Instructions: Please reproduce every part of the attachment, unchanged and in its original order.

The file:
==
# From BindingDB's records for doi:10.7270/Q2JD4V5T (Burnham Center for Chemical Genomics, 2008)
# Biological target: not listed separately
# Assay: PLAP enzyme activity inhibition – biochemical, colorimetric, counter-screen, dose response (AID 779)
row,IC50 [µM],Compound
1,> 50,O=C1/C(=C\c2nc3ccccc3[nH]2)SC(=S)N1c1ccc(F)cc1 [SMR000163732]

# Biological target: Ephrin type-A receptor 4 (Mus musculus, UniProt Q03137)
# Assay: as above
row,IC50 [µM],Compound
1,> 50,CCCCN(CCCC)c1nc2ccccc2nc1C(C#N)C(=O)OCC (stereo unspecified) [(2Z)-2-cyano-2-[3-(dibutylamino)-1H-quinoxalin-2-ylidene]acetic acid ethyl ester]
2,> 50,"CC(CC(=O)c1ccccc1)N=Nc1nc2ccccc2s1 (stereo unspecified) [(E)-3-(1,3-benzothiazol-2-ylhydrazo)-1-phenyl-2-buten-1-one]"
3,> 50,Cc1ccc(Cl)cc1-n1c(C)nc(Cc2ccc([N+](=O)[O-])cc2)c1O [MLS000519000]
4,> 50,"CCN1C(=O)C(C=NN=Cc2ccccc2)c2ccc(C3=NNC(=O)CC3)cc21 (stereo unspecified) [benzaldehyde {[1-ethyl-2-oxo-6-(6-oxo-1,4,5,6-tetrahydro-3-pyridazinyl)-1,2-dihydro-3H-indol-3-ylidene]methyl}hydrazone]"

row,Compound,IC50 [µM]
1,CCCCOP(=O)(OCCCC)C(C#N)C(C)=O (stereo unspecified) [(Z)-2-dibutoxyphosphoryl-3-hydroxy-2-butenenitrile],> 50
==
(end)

# From BindingDB's records for doi:10.7270/Q2JD4V5T (Burnham Center for Chemical Genomics, 2008)
# Biological target: not listed separately
# Assay: PLAP enzyme activity inhibition – biochemical, colorimetric, counter-screen, dose response (AID 779)
row,IC50 [µM],Compound
1,> 50,O=C1/C(=C\c2nc3ccccc3[nH]2)SC(=S)N1c1ccc(F)cc1 [SMR000163732]

# Biological target: Ephrin type-A receptor 4 (Mus musculus, UniProt Q03137)
# Assay: as above
row,IC50 [µM],Compound
1,> 50,CCCCN(CCCC)c1nc2ccccc2nc1C(C#N)C(=O)OCC (stereo unspecified) [(2Z)-2-cyano-2-[3-(dibutylamino)-1H-quinoxalin-2-ylidene]acetic acid ethyl ester]
2,> 50,"CC(CC(=O)c1ccccc1)N=Nc1nc2ccccc2s1 (stereo unspecified) [(E)-3-(1,3-benzothiazol-2-ylhydrazo)-1-phenyl-2-buten-1-one]"
3,> 50,Cc1ccc(Cl)cc1-n1c(C)nc(Cc2ccc([N+](=O)[O-])cc2)c1O [MLS000519000]
4,> 50,"CCN1C(=O)C(C=NN=Cc2ccccc2)c2ccc(C3=NNC(=O)CC3)cc21 (stereo unspecified) [benzaldehyde {[1-ethyl-2-oxo-6-(6-oxo-1,4,5,6-tetrahydro-3-pyridazinyl)-1,2-dihydro-3H-indol-3-ylidene]methyl}hydrazone]"

row,Compound,IC50 [µM]
1,CCCCOP(=O)(OCCCC)C(C#N)C(C)=O (stereo unspecified) [(Z)-2-dibutoxyphosphoryl-3-hydroxy-2-butenenitrile],> 50